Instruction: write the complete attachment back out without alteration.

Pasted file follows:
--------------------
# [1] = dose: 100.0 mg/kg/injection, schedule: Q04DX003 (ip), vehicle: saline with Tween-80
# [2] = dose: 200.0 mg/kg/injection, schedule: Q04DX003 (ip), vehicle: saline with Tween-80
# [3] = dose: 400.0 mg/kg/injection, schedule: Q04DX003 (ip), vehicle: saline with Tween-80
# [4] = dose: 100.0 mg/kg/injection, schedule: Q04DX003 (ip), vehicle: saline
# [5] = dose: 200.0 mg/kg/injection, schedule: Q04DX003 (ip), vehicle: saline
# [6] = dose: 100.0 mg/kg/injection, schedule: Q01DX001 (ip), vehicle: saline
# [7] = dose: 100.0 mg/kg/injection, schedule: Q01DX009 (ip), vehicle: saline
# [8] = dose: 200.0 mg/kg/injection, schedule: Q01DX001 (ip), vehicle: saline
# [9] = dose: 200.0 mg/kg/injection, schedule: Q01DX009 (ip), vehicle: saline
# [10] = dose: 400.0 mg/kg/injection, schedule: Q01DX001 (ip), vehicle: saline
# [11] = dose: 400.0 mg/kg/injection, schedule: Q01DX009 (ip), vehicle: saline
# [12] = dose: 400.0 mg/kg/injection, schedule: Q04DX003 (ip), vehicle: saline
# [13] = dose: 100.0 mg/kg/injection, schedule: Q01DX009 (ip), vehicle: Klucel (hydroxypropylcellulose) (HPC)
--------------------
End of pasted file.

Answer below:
# [1] = dose: 100.0 mg/kg/injection, schedule: Q04DX003 (ip), vehicle: saline with Tween-80
# [2] = dose: 200.0 mg/kg/injection, schedule: Q04DX003 (ip), vehicle: saline with Tween-80
# [3] = dose: 400.0 mg/kg/injection, schedule: Q04DX003 (ip), vehicle: saline with Tween-80
# [4] = dose: 100.0 mg/kg/injection, schedule: Q04DX003 (ip), vehicle: saline
# [5] = dose: 200.0 mg/kg/injection, schedule: Q04DX003 (ip), vehicle: saline
# [6] = dose: 100.0 mg/kg/injection, schedule: Q01DX001 (ip), vehicle: saline
# [7] = dose: 100.0 mg/kg/injection, schedule: Q01DX009 (ip), vehicle: saline
# [8] = dose: 200.0 mg/kg/injection, schedule: Q01DX001 (ip), vehicle: saline
# [9] = dose: 200.0 mg/kg/injection, schedule: Q01DX009 (ip), vehicle: saline
# [10] = dose: 400.0 mg/kg/injection, schedule: Q01DX001 (ip), vehicle: saline
# [11] = dose: 400.0 mg/kg/injection, schedule: Q01DX009 (ip), vehicle: saline
# [12] = dose: 400.0 mg/kg/injection, schedule: Q04DX003 (ip), vehicle: saline
# [13] = dose: 100.0 mg/kg/injection, schedule: Q01DX009 (ip), vehicle: Klucel (hydroxypropylcellulose) (HPC)